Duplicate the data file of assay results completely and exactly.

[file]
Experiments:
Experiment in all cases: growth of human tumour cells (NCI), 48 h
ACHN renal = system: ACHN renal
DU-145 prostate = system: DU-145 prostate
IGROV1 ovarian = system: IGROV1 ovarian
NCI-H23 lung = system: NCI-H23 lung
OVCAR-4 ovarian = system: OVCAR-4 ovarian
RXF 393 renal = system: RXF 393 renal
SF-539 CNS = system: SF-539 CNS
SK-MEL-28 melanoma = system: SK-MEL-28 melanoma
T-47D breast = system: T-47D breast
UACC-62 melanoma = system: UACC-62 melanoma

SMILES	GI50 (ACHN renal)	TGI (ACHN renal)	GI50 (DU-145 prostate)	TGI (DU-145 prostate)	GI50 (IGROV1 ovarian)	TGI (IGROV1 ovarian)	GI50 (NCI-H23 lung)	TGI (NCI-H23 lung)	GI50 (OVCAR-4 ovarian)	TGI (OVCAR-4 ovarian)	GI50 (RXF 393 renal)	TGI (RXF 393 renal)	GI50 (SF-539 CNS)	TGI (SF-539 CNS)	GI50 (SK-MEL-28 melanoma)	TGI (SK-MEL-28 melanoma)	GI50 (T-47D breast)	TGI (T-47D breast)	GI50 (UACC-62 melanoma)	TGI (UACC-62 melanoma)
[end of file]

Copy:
Experiments:
Experiment in all cases: growth of human tumour cells (NCI), 48 h
ACHN renal = system: ACHN renal
DU-145 prostate = system: DU-145 prostate
IGROV1 ovarian = system: IGROV1 ovarian
NCI-H23 lung = system: NCI-H23 lung
OVCAR-4 ovarian = system: OVCAR-4 ovarian
RXF 393 renal = system: RXF 393 renal
SF-539 CNS = system: SF-539 CNS
SK-MEL-28 melanoma = system: SK-MEL-28 melanoma
T-47D breast = system: T-47D breast
UACC-62 melanoma = system: UACC-62 melanoma

SMILES	GI50 (ACHN renal)	TGI (ACHN renal)	GI50 (DU-145 prostate)	TGI (DU-145 prostate)	GI50 (IGROV1 ovarian)	TGI (IGROV1 ovarian)	GI50 (NCI-H23 lung)	TGI (NCI-H23 lung)	GI50 (OVCAR-4 ovarian)	TGI (OVCAR-4 ovarian)	GI50 (RXF 393 renal)	TGI (RXF 393 renal)	GI50 (SF-539 CNS)	TGI (SF-539 CNS)	GI50 (SK-MEL-28 melanoma)	TGI (SK-MEL-28 melanoma)	GI50 (T-47D breast)	TGI (T-47D breast)	GI50 (UACC-62 melanoma)	TGI (UACC-62 melanoma)